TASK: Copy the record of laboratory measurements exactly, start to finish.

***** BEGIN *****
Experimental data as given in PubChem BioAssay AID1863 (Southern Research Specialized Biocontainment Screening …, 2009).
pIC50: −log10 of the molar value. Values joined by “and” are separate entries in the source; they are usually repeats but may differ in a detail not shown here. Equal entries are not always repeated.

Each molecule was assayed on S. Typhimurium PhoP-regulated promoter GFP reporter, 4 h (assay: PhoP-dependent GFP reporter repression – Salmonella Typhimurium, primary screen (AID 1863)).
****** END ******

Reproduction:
Experimental data as given in PubChem BioAssay AID1863 (Southern Research Specialized Biocontainment Screening …, 2009).
pIC50: −log10 of the molar value. Values joined by “and” are separate entries in the source; they are usually repeats but may differ in a detail not shown here. Equal entries are not always repeated.

Each molecule was assayed on S. Typhimurium PhoP-regulated promoter GFP reporter, 4 h (assay: PhoP-dependent GFP reporter repression – Salmonella Typhimurium, primary screen (AID 1863)).